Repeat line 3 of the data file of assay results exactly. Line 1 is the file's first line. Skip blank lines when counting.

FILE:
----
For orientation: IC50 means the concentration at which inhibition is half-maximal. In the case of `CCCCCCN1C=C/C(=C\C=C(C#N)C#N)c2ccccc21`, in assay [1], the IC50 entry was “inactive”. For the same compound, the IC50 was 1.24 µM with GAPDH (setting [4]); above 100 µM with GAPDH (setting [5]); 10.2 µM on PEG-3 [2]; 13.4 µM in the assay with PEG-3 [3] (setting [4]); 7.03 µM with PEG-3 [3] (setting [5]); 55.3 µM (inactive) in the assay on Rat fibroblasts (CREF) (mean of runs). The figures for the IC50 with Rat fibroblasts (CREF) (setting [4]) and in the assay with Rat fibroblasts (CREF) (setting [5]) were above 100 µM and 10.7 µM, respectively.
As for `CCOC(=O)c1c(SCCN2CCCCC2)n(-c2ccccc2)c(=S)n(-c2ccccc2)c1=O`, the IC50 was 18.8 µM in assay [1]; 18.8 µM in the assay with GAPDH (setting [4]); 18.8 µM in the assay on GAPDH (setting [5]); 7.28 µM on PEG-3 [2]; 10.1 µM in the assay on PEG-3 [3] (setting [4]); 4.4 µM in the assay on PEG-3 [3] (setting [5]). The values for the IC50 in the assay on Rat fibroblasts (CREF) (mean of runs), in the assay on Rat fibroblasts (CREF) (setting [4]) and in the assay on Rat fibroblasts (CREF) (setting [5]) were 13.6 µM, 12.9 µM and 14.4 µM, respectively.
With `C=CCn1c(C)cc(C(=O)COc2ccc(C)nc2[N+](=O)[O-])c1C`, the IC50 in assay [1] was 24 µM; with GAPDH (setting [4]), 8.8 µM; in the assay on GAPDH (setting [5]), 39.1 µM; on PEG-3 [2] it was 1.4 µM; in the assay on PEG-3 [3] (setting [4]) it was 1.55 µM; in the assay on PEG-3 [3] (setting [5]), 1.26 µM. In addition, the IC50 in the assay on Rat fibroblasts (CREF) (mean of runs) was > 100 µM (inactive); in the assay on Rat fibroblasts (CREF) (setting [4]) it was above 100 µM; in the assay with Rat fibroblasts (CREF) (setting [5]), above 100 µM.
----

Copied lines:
With `C=CCn1c(C)cc(C(=O)COc2ccc(C)nc2[N+](=O)[O-])c1C`, the IC50 in assay [1] was 24 µM; with GAPDH (setting [4]), 8.8 µM; in the assay on GAPDH (setting [5]), 39.1 µM; on PEG-3 [2] it was 1.4 µM; in the assay on PEG-3 [3] (setting [4]) it was 1.55 µM; in the assay on PEG-3 [3] (setting [5]), 1.26 µM. In addition, the IC50 in the assay on Rat fibroblasts (CREF) (mean of runs) was > 100 µM (inactive); in the assay on Rat fibroblasts (CREF) (setting [4]) it was above 100 µM; in the assay with Rat fibroblasts (CREF) (setting [5]), above 100 µM.